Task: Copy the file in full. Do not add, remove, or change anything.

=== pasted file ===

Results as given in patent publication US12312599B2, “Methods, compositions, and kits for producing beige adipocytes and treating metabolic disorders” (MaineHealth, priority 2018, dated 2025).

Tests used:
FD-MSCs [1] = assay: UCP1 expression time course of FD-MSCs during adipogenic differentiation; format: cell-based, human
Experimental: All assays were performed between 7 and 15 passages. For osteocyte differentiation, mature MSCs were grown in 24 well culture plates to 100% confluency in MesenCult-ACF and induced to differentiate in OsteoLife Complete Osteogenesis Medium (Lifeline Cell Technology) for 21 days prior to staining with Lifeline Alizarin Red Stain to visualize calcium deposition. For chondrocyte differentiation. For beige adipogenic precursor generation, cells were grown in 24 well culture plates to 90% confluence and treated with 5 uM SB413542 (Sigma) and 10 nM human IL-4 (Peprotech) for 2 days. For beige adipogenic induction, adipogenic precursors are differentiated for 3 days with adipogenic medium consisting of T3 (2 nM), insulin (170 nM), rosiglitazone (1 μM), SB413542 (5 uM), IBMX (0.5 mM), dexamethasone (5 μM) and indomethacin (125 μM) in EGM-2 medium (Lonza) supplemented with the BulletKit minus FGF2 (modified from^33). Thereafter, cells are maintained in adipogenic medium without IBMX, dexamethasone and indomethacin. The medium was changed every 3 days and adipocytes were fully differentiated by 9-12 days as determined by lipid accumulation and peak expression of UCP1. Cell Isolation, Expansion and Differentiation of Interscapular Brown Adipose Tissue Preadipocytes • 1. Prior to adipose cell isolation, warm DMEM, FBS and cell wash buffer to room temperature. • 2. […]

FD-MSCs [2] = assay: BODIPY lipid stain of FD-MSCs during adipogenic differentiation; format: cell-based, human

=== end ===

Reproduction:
Results as given in patent publication US12312599B2, “Methods, compositions, and kits for producing beige adipocytes and treating metabolic disorders” (MaineHealth, priority 2018, dated 2025).

Tests used:
FD-MSCs [1] = assay: UCP1 expression time course of FD-MSCs during adipogenic differentiation; format: cell-based, human
Experimental: All assays were performed between 7 and 15 passages. For osteocyte differentiation, mature MSCs were grown in 24 well culture plates to 100% confluency in MesenCult-ACF and induced to differentiate in OsteoLife Complete Osteogenesis Medium (Lifeline Cell Technology) for 21 days prior to staining with Lifeline Alizarin Red Stain to visualize calcium deposition. For chondrocyte differentiation. For beige adipogenic precursor generation, cells were grown in 24 well culture plates to 90% confluence and treated with 5 uM SB413542 (Sigma) and 10 nM human IL-4 (Peprotech) for 2 days. For beige adipogenic induction, adipogenic precursors are differentiated for 3 days with adipogenic medium consisting of T3 (2 nM), insulin (170 nM), rosiglitazone (1 μM), SB413542 (5 uM), IBMX (0.5 mM), dexamethasone (5 μM) and indomethacin (125 μM) in EGM-2 medium (Lonza) supplemented with the BulletKit minus FGF2 (modified from^33). Thereafter, cells are maintained in adipogenic medium without IBMX, dexamethasone and indomethacin. The medium was changed every 3 days and adipocytes were fully differentiated by 9-12 days as determined by lipid accumulation and peak expression of UCP1. Cell Isolation, Expansion and Differentiation of Interscapular Brown Adipose Tissue Preadipocytes • 1. Prior to adipose cell isolation, warm DMEM, FBS and cell wash buffer to room temperature. • 2. […]

FD-MSCs [2] = assay: BODIPY lipid stain of FD-MSCs during adipogenic differentiation; format: cell-based, human